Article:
Tito Ortiz's Perfect Ending

Written by Tom Ngo
May 12th, 2008

All good things must come to an end, and at UFC 84, it will be the beginning of the end for Tito Ortiz and his run with the UFC.  Ortiz is in the last fight of his current contract, and there is no extension on the horizon, nor does he want there to be. He has left the UFC once before in a contract dispute, but this time it is different. He was younger then, and one of the most feared fighters in the world. At 33, Tito’s MMA career is seemingly on the decline, having posted a Draw and a Loss in his last two outings.

Ortiz wasn’t necessarily one of the UFC’s founding forefathers, but he certainly was one of the most influential fighters the organization has had. His role in the UFC’s development in the late 90’s has helped evolve the sport, more specifically the UFC, to get to where it is today. And almost a decade’s long effort will come to a crashing end May 24th in Las Vegas, Nevada when he will be facing undefeated Lyoto Machida (12-0).

“This is the last fight in my contract with the UFC,” stated a proud Ortiz.  “Then, I’m going to go and sign up with somebody else just because the way Dana White (UFC President) treats me as a fighter is very disrespectable.”

UFC 83 is entitled “Ill Will” primarily because bitter lightweight rivals BJ Penn and Sean Sherk will be slugging it out for the title, however, 83’s title may better capture Ortiz’s grudge with White.

“It’s not about money anymore it’s about respect,” said an emotional Ortiz. “I’m going to go with someone else who will pay me more money and treat me with more respect than Dana White has ever treated me. I’m very excited to move on, to grow and go somewhere else and help them build a company like I did with the UFC.”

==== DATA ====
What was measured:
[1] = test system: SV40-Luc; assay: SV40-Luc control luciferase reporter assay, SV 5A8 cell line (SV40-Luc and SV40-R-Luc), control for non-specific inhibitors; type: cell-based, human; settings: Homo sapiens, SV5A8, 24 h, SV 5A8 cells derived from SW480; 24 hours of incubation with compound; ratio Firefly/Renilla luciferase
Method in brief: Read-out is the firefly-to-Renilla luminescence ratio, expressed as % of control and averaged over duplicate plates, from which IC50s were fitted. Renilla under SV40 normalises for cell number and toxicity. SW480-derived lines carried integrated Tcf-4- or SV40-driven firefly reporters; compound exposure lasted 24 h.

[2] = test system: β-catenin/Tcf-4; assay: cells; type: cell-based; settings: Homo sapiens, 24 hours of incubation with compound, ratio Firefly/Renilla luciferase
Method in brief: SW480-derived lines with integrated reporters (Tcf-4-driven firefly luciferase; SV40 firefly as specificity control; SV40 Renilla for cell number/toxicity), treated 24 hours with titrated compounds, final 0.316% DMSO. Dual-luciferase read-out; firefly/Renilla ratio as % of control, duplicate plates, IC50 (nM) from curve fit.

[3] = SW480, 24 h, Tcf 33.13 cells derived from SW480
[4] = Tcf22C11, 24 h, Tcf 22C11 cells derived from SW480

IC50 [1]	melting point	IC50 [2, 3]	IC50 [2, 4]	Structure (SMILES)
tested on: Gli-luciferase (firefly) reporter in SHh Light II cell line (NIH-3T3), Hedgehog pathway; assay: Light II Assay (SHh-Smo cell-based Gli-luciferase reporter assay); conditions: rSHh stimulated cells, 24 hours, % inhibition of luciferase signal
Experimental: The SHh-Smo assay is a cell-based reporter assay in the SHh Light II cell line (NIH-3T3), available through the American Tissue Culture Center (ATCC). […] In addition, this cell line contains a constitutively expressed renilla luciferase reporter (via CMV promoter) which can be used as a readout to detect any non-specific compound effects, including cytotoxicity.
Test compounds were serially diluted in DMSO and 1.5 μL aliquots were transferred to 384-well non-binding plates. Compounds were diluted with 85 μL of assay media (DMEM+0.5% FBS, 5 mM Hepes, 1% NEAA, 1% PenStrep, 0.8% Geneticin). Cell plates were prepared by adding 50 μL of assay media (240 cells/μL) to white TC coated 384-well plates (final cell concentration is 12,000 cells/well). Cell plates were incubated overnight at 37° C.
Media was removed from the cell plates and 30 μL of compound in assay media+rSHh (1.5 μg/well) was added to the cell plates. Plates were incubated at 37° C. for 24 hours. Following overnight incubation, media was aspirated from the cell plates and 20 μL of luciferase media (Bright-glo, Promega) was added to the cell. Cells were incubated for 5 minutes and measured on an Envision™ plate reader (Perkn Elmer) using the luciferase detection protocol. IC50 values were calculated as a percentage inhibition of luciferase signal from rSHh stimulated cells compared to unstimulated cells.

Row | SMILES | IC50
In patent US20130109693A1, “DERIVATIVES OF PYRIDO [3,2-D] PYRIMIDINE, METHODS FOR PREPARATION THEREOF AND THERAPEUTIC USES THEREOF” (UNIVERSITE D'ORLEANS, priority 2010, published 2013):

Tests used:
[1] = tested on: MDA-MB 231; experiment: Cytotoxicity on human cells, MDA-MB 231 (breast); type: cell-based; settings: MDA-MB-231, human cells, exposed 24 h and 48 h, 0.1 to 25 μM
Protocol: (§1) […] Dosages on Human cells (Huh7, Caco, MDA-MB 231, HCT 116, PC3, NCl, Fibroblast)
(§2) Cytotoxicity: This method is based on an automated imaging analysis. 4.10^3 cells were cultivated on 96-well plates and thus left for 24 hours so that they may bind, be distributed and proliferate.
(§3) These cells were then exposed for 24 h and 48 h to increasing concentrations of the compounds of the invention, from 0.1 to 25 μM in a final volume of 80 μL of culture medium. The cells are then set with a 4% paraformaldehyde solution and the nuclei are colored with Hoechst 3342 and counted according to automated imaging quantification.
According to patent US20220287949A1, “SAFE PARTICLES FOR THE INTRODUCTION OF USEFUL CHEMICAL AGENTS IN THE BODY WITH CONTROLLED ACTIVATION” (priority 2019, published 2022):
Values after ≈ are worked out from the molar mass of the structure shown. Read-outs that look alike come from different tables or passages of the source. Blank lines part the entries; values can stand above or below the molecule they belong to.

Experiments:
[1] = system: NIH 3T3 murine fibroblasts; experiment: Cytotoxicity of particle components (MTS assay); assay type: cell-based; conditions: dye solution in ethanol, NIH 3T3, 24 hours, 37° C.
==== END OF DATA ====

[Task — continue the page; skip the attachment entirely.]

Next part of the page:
All of Ortiz’s 21 professional fights have been for the UFC, and in a sense he helped build it from the ground up. So the question is, why would White be forcing out such a staple of the organization? Ortiz isn’t the first fighter to have beef with White (please see Randy Couture), and he certainly will not be the last.

The answer is simple. White is a businessman. He has swallowed his pride many times before when he thought it was best for the organization, which included bringing back fighters that he didn’t agree with, such as current UFC lightweight champion BJ Penn, as well as Ortiz himself. But he feels that Ortiz is not the fighter he once was, that he doesn’t have the hunger or the skill to become dominant again.
“People think I’m soft [now], they’re big-time mistaken,” expressed Ortiz. “I hope Machida thinks I’m soft because I’m far from that. I know Machida is great at stand-up, and he’s great on the ground, but my stand-up is much better than his and I’m gonna take it for everything it’s worth.”

Ortiz started out his UFC career with a bang, and he intends to end it the same way. It is likely that we will be seeing vintage Otriz as he looks to send a message to future employers.

“I’m not looking for a fast submission,” proclaims Ortiz.  “I’m looking to punish the guy, hurt him as bad as possible so the fans get entertained by my fight, that’s the way I’ve always been. I’m gonna put a force on Machida that he’s never felt before. He’s never felt a Tito Ortiz when it comes to fight time – and he’s gonna feel that force.”

“I want to make sure the pay-per-view buyers are all excited by my fight and people who are paying up to $700 to come and see me fight are getting their money’s worth.”

Get it while you can UFC fans, because it will be gone tomorrow.

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